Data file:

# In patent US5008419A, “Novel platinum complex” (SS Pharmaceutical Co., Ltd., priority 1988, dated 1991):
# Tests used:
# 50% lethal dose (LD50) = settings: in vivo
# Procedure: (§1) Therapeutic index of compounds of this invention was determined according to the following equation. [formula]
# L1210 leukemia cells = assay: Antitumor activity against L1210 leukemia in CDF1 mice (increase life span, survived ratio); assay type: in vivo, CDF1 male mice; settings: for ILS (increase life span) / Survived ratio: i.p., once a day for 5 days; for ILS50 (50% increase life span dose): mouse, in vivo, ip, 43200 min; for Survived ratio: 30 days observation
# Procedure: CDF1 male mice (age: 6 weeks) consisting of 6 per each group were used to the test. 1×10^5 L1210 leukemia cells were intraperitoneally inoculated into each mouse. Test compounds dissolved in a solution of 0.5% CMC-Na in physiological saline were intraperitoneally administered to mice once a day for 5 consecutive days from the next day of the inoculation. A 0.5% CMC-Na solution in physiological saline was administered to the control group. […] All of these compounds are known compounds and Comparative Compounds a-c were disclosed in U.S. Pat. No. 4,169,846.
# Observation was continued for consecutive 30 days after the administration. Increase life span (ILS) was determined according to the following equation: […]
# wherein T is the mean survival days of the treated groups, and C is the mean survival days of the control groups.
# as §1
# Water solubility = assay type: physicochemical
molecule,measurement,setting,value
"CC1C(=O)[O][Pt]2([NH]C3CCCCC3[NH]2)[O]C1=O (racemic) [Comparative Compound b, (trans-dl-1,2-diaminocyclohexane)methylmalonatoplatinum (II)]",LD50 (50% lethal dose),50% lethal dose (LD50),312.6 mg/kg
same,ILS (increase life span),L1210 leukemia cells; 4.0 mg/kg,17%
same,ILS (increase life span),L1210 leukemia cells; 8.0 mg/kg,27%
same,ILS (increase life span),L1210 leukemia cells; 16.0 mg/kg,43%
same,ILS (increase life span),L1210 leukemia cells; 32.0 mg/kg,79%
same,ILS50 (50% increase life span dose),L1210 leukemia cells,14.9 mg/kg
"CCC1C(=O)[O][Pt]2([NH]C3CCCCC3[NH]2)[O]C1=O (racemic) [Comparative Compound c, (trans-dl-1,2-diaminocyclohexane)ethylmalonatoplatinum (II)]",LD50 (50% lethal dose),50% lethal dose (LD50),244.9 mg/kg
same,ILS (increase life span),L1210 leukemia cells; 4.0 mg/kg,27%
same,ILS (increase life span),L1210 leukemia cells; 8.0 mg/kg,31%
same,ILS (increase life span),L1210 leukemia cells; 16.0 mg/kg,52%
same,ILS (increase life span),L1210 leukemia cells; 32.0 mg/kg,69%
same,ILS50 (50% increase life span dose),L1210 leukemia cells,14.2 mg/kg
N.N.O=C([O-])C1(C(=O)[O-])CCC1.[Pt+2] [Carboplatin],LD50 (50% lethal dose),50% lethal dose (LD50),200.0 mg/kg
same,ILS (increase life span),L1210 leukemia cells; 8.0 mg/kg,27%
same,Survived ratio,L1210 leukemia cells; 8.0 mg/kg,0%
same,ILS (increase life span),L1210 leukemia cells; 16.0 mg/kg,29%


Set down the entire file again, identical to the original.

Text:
# In patent US5008419A, “Novel platinum complex” (SS Pharmaceutical Co., Ltd., priority 1988, dated 1991):
# Tests used:
# 50% lethal dose (LD50) = settings: in vivo
# Procedure: (§1) Therapeutic index of compounds of this invention was determined according to the following equation. [formula]
# L1210 leukemia cells = assay: Antitumor activity against L1210 leukemia in CDF1 mice (increase life span, survived ratio); assay type: in vivo, CDF1 male mice; settings: for ILS (increase life span) / Survived ratio: i.p., once a day for 5 days; for ILS50 (50% increase life span dose): mouse, in vivo, ip, 43200 min; for Survived ratio: 30 days observation
# Procedure: CDF1 male mice (age: 6 weeks) consisting of 6 per each group were used to the test. 1×10^5 L1210 leukemia cells were intraperitoneally inoculated into each mouse. Test compounds dissolved in a solution of 0.5% CMC-Na in physiological saline were intraperitoneally administered to mice once a day for 5 consecutive days from the next day of the inoculation. A 0.5% CMC-Na solution in physiological saline was administered to the control group. […] All of these compounds are known compounds and Comparative Compounds a-c were disclosed in U.S. Pat. No. 4,169,846.
# Observation was continued for consecutive 30 days after the administration. Increase life span (ILS) was determined according to the following equation: […]
# wherein T is the mean survival days of the treated groups, and C is the mean survival days of the control groups.
# as §1
# Water solubility = assay type: physicochemical
molecule,measurement,setting,value
"CC1C(=O)[O][Pt]2([NH]C3CCCCC3[NH]2)[O]C1=O (racemic) [Comparative Compound b, (trans-dl-1,2-diaminocyclohexane)methylmalonatoplatinum (II)]",LD50 (50% lethal dose),50% lethal dose (LD50),312.6 mg/kg
same,ILS (increase life span),L1210 leukemia cells; 4.0 mg/kg,17%
same,ILS (increase life span),L1210 leukemia cells; 8.0 mg/kg,27%
same,ILS (increase life span),L1210 leukemia cells; 16.0 mg/kg,43%
same,ILS (increase life span),L1210 leukemia cells; 32.0 mg/kg,79%
same,ILS50 (50% increase life span dose),L1210 leukemia cells,14.9 mg/kg
"CCC1C(=O)[O][Pt]2([NH]C3CCCCC3[NH]2)[O]C1=O (racemic) [Comparative Compound c, (trans-dl-1,2-diaminocyclohexane)ethylmalonatoplatinum (II)]",LD50 (50% lethal dose),50% lethal dose (LD50),244.9 mg/kg
same,ILS (increase life span),L1210 leukemia cells; 4.0 mg/kg,27%
same,ILS (increase life span),L1210 leukemia cells; 8.0 mg/kg,31%
same,ILS (increase life span),L1210 leukemia cells; 16.0 mg/kg,52%
same,ILS (increase life span),L1210 leukemia cells; 32.0 mg/kg,69%
same,ILS50 (50% increase life span dose),L1210 leukemia cells,14.2 mg/kg
N.N.O=C([O-])C1(C(=O)[O-])CCC1.[Pt+2] [Carboplatin],LD50 (50% lethal dose),50% lethal dose (LD50),200.0 mg/kg
same,ILS (increase life span),L1210 leukemia cells; 8.0 mg/kg,27%
same,Survived ratio,L1210 leukemia cells; 8.0 mg/kg,0%
same,ILS (increase life span),L1210 leukemia cells; 16.0 mg/kg,29%